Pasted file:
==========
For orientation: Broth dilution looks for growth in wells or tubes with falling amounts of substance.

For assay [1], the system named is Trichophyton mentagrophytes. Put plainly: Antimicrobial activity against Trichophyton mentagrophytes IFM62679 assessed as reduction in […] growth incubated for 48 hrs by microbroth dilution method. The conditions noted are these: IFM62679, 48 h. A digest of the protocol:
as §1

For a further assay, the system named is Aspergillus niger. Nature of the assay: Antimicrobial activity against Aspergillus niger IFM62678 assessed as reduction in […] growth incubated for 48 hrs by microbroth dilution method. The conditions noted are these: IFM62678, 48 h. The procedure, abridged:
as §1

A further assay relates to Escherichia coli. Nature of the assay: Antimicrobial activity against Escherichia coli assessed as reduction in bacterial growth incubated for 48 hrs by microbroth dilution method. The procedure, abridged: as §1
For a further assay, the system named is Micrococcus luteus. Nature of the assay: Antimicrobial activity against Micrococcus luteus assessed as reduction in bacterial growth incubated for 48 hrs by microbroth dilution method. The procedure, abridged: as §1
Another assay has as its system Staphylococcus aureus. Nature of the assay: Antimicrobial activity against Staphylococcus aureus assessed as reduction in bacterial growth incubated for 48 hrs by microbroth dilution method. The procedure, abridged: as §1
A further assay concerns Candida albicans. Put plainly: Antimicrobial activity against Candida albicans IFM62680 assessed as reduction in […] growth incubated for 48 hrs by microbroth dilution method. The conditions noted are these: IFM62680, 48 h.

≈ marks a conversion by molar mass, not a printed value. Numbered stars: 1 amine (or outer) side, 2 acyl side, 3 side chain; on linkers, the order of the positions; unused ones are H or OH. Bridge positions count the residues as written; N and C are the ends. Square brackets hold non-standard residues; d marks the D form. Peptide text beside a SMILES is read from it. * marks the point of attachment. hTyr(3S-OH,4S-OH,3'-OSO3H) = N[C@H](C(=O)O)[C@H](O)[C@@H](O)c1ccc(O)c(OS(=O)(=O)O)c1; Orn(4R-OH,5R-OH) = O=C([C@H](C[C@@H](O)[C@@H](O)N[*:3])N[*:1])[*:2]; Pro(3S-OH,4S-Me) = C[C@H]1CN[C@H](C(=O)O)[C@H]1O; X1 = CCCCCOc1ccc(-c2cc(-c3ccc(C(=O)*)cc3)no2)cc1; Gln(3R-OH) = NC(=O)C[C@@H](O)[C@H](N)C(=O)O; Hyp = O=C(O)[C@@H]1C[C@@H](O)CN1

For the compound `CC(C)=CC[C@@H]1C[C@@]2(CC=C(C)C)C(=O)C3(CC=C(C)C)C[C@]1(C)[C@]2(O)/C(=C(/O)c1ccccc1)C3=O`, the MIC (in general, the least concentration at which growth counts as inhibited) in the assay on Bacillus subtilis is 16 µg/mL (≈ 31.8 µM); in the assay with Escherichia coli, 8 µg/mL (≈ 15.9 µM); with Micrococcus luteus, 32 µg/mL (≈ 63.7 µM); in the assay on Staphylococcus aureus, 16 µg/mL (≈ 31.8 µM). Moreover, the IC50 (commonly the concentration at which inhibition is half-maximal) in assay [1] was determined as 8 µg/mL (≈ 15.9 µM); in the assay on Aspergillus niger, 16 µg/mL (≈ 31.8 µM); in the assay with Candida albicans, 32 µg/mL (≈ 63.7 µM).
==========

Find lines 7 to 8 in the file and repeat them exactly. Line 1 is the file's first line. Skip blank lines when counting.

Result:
For a further assay, the system named is Micrococcus luteus. Nature of the assay: Antimicrobial activity against Micrococcus luteus assessed as reduction in bacterial growth incubated for 48 hrs by microbroth dilution method. The procedure, abridged: as §1
Another assay has as its system Staphylococcus aureus. Nature of the assay: Antimicrobial activity against Staphylococcus aureus assessed as reduction in bacterial growth incubated for 48 hrs by microbroth dilution method. The procedure, abridged: as §1